“Sound-recording equipment John and Alan Lomax transported in the trunk of their car during their fieldwork expeditions” (from http://www.loc.gov/folklife/fieldwork/howto.html).
For class tomorrow we are going to be covering a lot of ground: “Segregating Sounds (1910s – 20s) and Archival Acquisition/Fieldwork.” For the music related readings please consider the following:
Why does Armbruster characterize the 20s as a “paradoxical age”?
What is a “blue law”?
What was Local 76’s attitude towards jazz?
Why was Local 458 reconstituted into Local 493 in 1922?
What impact did the advent of cinema have on the local music scene?
Did women receive the same pay as men in Local 76?
What did the New York Times say about Cornish?
According to De Barros, what was Seattle’s early “contradiction in the city’s psychology”?
What do you think would have happened had black musicians tried to join Local 76 in 1909?
What role do
minstrel shows play in the development of jazz? How would you characterize The Seattle Times’ turn of the century characterization of black entertainers?
When and where was Seattle’s first jazz performance?
And for the archive/fieldwork related portion of the readings, consider….
What are some of the ways in which sound and audiovisual archives acquire their collections?
What should be a person’s paramount responsibility when making a new recording for an archive?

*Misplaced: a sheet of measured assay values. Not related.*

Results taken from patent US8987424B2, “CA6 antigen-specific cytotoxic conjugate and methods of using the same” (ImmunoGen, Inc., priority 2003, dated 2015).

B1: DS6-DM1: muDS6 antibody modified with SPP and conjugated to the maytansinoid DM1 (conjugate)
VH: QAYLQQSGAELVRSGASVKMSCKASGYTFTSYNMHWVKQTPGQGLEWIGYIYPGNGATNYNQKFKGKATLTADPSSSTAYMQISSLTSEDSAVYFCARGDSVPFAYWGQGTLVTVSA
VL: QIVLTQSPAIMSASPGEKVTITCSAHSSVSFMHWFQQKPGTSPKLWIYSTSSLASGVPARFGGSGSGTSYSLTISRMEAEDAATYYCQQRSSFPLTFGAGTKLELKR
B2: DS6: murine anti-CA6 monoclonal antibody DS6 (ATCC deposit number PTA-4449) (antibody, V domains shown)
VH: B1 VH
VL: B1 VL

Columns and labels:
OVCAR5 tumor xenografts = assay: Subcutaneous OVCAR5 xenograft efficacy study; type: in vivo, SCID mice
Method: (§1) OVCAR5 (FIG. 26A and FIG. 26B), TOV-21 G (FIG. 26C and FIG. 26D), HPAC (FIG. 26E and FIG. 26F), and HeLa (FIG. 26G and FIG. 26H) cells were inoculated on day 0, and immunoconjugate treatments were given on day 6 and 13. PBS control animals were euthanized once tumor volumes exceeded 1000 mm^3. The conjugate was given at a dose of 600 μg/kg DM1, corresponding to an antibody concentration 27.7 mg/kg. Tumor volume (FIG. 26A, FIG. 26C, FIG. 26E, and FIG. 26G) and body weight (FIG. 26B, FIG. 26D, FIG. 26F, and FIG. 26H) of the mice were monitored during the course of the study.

What should we do with recordings that were made w/out the knowledge or permission of performers?
And we will be applying Bartis’ guide to an activity during the latter half of the class.
See you tomorrow!
Erich von Hornbostel (from http://upload.wikimedia.org/wikipedia/uk/a/a9/Erich_Moritz_von_Hornbostel.jpg)
Some questions to think about when reading this week’s articles for our Puget Sounds seminars (
http://guides.lib.washington.edu/ps-honors14 and http://guides.lib.washington.edu/ps-collegiate14)
What do you think motivated early comparative musicologists to record the music of so-called “primitive” people?
What was one of the primary differences between the Vienna and Berlin archives?
By what means did the Vienna archive collect “exotic music”?
What does it mean to, as Stump noted, “hear with European ears”?
What does Ames mean by the following: “As ‘participant observer,’ the scientist became a kind of impresario in his own right”?
From what you can tell so far, where do you think the Puget Sounds project fits w/in Nettl’s definitions of ethnomusicology (pp 4-5)?
How would you define ethnomusicology? Fieldwork?
What is your opinion of Nettl’s stated “truism” on page 10?
Is ethnomusicology doomed by the apparent contradiction between searching for “unitary phenomenon” and never ceasing to “marvel at the incredible variety of manifestations of music”?
Is musical egalitarianism possible?
And while you read, listen to early EM von Hornbostel recordings here:
Hello and welcome to our seminar, Intro to Digital Humanities! As Tyler Fox and I mentioned at our first meeting, this course is exploratory. We–definitely me–will be using it as an opportunity to find out what, why, and how Digital Humanities (DH) is what it is or, perhaps more accurately, is in relation to what others claim on its behalf. From mapping Ireland’s literary history to re-contextualizing discourse in the midst of combat , much digital output falls under the DH umbrella. We will be exploring the diverse nature of what the term covers, but we’ll also be checking out the umbrella itself, investigating and dissecting what it’s made of and what assumptions we may be making on its behalf. I look forward to working with and learning alongside all of you this quarter.